I was invited to take part in this blog hop by a friend whom I’ve never met. Susan Blumberg-Kason is a generously supportive and talented writer who shares my passion for Hong Kong and other Asian cities. Her time in Hong Kong and mainland China is a story with the nail-biting dimensions of a novel, which she tells in her forthcoming memoir Good Chinese Wife (Sourcebooks, July 29, 2014).
1) What am I working on?
I have a strange superstition about my work in its early stages, believing that if I talk about it, it will dissolve into mush. All I want to say about what I’m doing now is that I’m having a lot of fun with it and it is taking on a tenuous, optimistic life of its very own.
2) How does my work differ from others in its genre?
Although my books fall under the category of travel memoir, I’m primarily a storyteller. I travel as an unabashed voyeur, settle into a place, and try to suck as much life out of it as I can. Since I don’t really travel well, preferring to choose one spot to live and write in, I don’t think of my books as travel literature.
3) Why do I write what I do?
I want to give a tiny snapshot of places in the world that other people may be curious about, places that I have fallen in love with. (Maybe at heart I’m really a romance writer!)
4) How does your writing process work?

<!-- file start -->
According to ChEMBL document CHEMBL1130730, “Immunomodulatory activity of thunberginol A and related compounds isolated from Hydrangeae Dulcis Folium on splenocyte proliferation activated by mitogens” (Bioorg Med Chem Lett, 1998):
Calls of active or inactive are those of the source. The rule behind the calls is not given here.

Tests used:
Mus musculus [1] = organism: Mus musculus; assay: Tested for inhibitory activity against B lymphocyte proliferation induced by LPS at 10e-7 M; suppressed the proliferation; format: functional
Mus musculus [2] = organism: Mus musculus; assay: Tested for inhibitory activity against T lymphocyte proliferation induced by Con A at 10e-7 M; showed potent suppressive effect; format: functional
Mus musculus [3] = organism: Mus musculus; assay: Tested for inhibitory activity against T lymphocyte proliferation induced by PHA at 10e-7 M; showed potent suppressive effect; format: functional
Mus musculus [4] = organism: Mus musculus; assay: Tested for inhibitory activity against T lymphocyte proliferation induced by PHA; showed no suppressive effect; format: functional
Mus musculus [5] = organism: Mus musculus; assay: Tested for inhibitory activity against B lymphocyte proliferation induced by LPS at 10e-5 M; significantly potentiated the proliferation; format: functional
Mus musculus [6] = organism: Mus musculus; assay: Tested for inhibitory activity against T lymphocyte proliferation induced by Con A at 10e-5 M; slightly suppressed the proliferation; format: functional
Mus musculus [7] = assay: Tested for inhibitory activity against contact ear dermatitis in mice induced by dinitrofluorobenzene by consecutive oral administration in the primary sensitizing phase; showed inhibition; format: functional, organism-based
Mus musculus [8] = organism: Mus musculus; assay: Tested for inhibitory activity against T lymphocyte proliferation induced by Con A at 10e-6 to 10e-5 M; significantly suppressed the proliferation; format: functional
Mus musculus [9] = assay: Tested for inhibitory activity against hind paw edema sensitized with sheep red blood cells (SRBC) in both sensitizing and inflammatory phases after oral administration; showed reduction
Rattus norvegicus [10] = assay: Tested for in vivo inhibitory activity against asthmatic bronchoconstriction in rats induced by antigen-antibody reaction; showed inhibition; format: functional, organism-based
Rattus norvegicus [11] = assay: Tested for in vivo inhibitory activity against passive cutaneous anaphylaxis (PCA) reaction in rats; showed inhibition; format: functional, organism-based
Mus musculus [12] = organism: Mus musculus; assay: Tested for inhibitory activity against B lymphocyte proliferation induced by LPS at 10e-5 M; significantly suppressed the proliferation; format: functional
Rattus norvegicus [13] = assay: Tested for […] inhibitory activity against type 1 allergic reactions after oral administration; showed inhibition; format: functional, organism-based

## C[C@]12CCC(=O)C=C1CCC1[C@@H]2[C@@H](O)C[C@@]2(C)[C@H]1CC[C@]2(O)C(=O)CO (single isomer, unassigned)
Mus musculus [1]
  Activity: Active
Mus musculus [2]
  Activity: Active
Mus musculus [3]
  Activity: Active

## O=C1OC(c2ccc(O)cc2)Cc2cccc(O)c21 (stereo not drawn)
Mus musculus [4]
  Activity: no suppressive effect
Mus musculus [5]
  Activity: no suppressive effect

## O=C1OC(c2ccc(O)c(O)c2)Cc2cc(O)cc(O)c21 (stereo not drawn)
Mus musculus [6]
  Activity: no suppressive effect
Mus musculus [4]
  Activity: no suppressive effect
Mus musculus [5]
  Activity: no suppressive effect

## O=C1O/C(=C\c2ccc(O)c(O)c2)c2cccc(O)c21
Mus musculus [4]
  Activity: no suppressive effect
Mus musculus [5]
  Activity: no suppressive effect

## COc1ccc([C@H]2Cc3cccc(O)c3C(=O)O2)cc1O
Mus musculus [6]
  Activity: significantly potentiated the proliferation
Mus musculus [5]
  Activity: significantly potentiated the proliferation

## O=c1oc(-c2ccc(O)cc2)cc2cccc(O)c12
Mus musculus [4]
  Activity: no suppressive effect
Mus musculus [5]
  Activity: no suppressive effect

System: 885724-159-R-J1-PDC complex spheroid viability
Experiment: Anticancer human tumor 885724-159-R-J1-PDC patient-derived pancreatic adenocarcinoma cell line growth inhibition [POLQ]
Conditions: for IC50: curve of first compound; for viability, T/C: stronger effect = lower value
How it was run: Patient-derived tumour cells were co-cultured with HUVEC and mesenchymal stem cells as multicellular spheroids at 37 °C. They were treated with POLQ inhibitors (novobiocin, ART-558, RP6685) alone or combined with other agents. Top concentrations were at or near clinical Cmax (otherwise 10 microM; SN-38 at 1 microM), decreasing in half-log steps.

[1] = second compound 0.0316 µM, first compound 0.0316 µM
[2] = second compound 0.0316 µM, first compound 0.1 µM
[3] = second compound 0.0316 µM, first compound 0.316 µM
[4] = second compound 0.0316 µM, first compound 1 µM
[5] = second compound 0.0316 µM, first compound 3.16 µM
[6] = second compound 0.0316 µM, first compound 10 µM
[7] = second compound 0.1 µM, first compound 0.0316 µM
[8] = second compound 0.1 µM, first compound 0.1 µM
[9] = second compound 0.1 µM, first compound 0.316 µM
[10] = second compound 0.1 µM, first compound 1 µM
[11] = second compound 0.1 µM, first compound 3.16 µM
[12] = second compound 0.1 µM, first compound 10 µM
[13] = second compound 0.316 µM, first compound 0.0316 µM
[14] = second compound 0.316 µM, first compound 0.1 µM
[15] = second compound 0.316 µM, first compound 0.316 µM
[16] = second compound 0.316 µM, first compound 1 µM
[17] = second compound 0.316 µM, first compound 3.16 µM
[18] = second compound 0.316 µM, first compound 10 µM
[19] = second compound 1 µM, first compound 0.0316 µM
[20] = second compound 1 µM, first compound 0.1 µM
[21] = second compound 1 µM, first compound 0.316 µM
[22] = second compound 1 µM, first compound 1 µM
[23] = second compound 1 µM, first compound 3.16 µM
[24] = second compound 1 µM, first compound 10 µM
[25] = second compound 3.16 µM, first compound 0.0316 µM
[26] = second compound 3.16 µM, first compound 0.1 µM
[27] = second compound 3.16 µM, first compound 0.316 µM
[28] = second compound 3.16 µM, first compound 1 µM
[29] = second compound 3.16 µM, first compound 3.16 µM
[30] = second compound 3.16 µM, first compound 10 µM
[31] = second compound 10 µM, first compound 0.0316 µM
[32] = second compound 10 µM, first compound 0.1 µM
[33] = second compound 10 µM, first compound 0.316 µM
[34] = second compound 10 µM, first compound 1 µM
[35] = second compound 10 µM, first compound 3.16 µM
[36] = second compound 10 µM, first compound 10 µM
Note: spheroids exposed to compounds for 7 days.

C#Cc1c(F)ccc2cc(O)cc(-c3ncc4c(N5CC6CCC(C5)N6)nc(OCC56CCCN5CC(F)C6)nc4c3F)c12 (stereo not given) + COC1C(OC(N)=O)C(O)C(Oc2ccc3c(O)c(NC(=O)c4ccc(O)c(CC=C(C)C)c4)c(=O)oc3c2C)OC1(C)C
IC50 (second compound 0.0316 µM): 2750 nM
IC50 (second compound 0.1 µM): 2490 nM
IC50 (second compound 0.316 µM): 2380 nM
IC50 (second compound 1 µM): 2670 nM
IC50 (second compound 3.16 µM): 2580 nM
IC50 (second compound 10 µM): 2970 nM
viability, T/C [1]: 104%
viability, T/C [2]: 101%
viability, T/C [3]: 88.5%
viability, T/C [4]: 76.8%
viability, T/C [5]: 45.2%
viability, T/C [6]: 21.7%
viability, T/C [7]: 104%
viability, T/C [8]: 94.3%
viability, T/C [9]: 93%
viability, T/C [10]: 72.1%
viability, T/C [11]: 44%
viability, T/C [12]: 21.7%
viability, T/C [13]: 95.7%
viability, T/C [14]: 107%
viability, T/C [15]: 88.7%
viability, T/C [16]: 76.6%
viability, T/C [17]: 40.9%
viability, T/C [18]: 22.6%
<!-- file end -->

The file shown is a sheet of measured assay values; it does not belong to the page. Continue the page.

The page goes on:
I write at full tilt for my first draft, getting the shape down on paper quickly without any internal editing. Then I send it to a couple of writers whose opinions I respect and I ask them to be brutal. What’s unclear? What needs to be expanded? What do they think should be cut? The revision process is long and painful and takes much longer than the initial draft. When I can finally read the manuscript without tears or embarrassment, it goes off to a copyeditor and then finally to my publisher at ThingsAsianPress (who will publish my third book, Light and Silence, later this year.)
But enough about me--I'd much rather tell you about one of my oldest friends and favorite writers, Kim Fay, a traveler, a culinary explorer, creator of a travel guide series, and a novelist. Her debut novel, The Map of Lost Memories (Ballantine Books, 2012) was a finalist for the Edgar Award for best first novel of the year. I know she has a wonderful book to talk about and she will--on May 20th. Look for it on Literate in L.A. Can't wait!